Second, companies are undemocratic because democracy in corporate governance reduces profitability. Democracy in corporate governance would 1) require labor on the part of the stockholder, 2) reduce the advantages of specialization, and 3) reduce accountability.

Stockholders do not want to trouble themselves with every decision taken by the many companies they have shares in. This would be a waste of time. They are aware of the fact that CEOs have more specialized knowledge than they do---this is why they are investing in an established enterprise rather than starting a company themselves.

Most important, democracy reduces accountability by reducing the cost of a bad decision. Since the cost of a bad decision in a democratic setting is the cost of the decision if you were making it yourself multiplied by the probability that your vote will be the deciding vote, it is clear that large democratic processes are very inefficient. Please read Bryan Caplan's book The Myth of the Rational Voter for more on this same point---what he says of democratic government would also apply to corporations. Companies compete for capital, and the ones that have shied away from democratic corporate governance have outperformed those that embraced it for a reason.

Third, the CEO and the shareholder are not at odds. Companies must attract capital to survive and this is only possible if the company is itself profitable. The extent to which boards have moved away from this is precisely the extent to which companies have been forced to consider things other than their profitability---namely, by government regulation, the very thing Mr. Baker is championing.

Last, CEO pay cannot be too high apart from credit expansion (something your precious Obama is looking to restart). If CEO pay remains high even during credit retraction, it can only be because the CEO is contributing at least that much to the company's overall productivity. Any action taken to reduce compensation would only reduce the supply of capable CEOs and result in CEOs not ending up where they are most needed.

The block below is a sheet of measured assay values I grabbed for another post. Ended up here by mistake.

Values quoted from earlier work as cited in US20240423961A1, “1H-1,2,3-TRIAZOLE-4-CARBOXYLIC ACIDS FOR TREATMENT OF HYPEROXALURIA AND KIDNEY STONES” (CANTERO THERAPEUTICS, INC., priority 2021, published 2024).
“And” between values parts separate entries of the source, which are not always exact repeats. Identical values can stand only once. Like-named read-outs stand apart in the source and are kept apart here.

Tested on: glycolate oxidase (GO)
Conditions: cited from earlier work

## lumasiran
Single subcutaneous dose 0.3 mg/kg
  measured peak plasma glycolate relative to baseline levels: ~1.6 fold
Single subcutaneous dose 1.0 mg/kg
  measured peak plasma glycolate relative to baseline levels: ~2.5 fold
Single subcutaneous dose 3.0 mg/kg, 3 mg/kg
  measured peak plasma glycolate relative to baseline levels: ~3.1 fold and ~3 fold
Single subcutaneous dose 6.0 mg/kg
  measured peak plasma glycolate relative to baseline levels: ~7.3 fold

Mr. Baker should buy a microeconomics textbook. He might learn something.

Richard Watts

Dean Baker claims, "President Obama should take advantage of the extraordinary opportunities in the current political and economic environment..."

No. President Obama should not be taking advantage of this situation to try to turn America into a dictatorship. Instead of forcing Americans to hand over their earned money as taxes to be spent as government decides, and instead of dictating the actions and finances of those in business, Mr. Obama and Congress should defend each individual's right to his/her own liberty and property.

Neither government, nor businesses who want bailouts, have a right to take anyone's earnings. Neither taxpayers, nor voters, nor those in government have a right to control the businesses and industries of others. Claiming it's for "the economy," "the nation," or "the public good" does not justify using government to expropriate wealth and control human beings. Yaron Brook is right. Let's end the bailouts and get rid of the regulations.

Tim

Humans have the power of rational thought and free will. In order to survive and prosper humans need to have the ability to act on their decisions and be free from initiary force. This includes initiary force from government.

Yaron Brook's comments are sensible, practical, and moral. It is impossible, cynical, and arrogant for governments to believe they can (like some omniscient God) predict and then control to some beneficial end all the billions of business interactions between all people in the U.S.

The U.S. will suffer from all government intervention into the economy one way or another. Obama's dishonestly named "bailout" will be destructive to human life. Let's only hope people learn from these mistakes.

Eric

Is it too much too ask for some consistency and logic in the arguments posted here?

I think it's high time for those who would scream "socialism" at the concept of the bailout to stand by their principles and refuse to accept any government investment. But instead we are left with the worst of all situations--business leaders who are more than happy to accept the handout but cry "Ayn Rand" at the mere mention of any accountability. You simply can't have it both ways.

Viewed alternately, if a private investor were to take a stake in a troubled financial institution and chose to sweep out management or impose a pay cap, would there be the same hue and cry? I think not.